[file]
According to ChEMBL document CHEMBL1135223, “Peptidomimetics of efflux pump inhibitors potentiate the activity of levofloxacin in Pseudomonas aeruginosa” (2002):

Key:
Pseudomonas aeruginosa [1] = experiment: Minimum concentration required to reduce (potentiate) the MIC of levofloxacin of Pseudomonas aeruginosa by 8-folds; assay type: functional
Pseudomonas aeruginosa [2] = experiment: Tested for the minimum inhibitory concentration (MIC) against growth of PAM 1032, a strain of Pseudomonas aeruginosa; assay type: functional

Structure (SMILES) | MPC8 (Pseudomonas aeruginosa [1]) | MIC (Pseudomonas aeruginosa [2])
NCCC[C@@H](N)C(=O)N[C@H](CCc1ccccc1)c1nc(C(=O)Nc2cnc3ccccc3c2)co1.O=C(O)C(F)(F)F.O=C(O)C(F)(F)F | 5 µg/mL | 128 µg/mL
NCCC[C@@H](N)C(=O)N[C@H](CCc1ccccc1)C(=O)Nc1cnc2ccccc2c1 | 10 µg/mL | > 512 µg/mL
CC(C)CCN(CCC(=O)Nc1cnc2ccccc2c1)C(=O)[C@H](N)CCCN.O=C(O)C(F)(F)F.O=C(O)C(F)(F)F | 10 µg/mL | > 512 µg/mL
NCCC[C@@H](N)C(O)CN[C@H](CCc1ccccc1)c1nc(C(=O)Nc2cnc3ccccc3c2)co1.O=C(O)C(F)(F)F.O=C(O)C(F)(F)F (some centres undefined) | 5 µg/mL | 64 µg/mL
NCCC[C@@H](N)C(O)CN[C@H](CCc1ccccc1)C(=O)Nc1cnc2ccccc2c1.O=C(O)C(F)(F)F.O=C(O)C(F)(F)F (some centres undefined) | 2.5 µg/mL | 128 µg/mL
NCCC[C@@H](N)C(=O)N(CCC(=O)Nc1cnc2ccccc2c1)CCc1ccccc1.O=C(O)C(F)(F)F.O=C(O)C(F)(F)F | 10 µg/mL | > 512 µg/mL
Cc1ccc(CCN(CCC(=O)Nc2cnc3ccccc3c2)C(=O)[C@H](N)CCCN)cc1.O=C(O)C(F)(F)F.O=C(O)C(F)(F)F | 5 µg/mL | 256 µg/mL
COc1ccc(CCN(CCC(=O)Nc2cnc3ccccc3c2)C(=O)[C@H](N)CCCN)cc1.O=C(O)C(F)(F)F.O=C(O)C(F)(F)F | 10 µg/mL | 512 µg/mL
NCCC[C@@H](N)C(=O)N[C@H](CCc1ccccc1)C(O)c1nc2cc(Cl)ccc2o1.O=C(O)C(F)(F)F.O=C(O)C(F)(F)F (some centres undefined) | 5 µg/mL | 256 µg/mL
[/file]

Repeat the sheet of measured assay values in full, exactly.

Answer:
According to ChEMBL document CHEMBL1135223, “Peptidomimetics of efflux pump inhibitors potentiate the activity of levofloxacin in Pseudomonas aeruginosa” (2002):

Key:
Pseudomonas aeruginosa [1] = experiment: Minimum concentration required to reduce (potentiate) the MIC of levofloxacin of Pseudomonas aeruginosa by 8-folds; assay type: functional
Pseudomonas aeruginosa [2] = experiment: Tested for the minimum inhibitory concentration (MIC) against growth of PAM 1032, a strain of Pseudomonas aeruginosa; assay type: functional

Structure (SMILES) | MPC8 (Pseudomonas aeruginosa [1]) | MIC (Pseudomonas aeruginosa [2])
NCCC[C@@H](N)C(=O)N[C@H](CCc1ccccc1)c1nc(C(=O)Nc2cnc3ccccc3c2)co1.O=C(O)C(F)(F)F.O=C(O)C(F)(F)F | 5 µg/mL | 128 µg/mL
NCCC[C@@H](N)C(=O)N[C@H](CCc1ccccc1)C(=O)Nc1cnc2ccccc2c1 | 10 µg/mL | > 512 µg/mL
CC(C)CCN(CCC(=O)Nc1cnc2ccccc2c1)C(=O)[C@H](N)CCCN.O=C(O)C(F)(F)F.O=C(O)C(F)(F)F | 10 µg/mL | > 512 µg/mL
NCCC[C@@H](N)C(O)CN[C@H](CCc1ccccc1)c1nc(C(=O)Nc2cnc3ccccc3c2)co1.O=C(O)C(F)(F)F.O=C(O)C(F)(F)F (some centres undefined) | 5 µg/mL | 64 µg/mL
NCCC[C@@H](N)C(O)CN[C@H](CCc1ccccc1)C(=O)Nc1cnc2ccccc2c1.O=C(O)C(F)(F)F.O=C(O)C(F)(F)F (some centres undefined) | 2.5 µg/mL | 128 µg/mL
NCCC[C@@H](N)C(=O)N(CCC(=O)Nc1cnc2ccccc2c1)CCc1ccccc1.O=C(O)C(F)(F)F.O=C(O)C(F)(F)F | 10 µg/mL | > 512 µg/mL
Cc1ccc(CCN(CCC(=O)Nc2cnc3ccccc3c2)C(=O)[C@H](N)CCCN)cc1.O=C(O)C(F)(F)F.O=C(O)C(F)(F)F | 5 µg/mL | 256 µg/mL
COc1ccc(CCN(CCC(=O)Nc2cnc3ccccc3c2)C(=O)[C@H](N)CCCN)cc1.O=C(O)C(F)(F)F.O=C(O)C(F)(F)F | 10 µg/mL | 512 µg/mL
NCCC[C@@H](N)C(=O)N[C@H](CCc1ccccc1)C(O)c1nc2cc(Cl)ccc2o1.O=C(O)C(F)(F)F.O=C(O)C(F)(F)F (some centres undefined) | 5 µg/mL | 256 µg/mL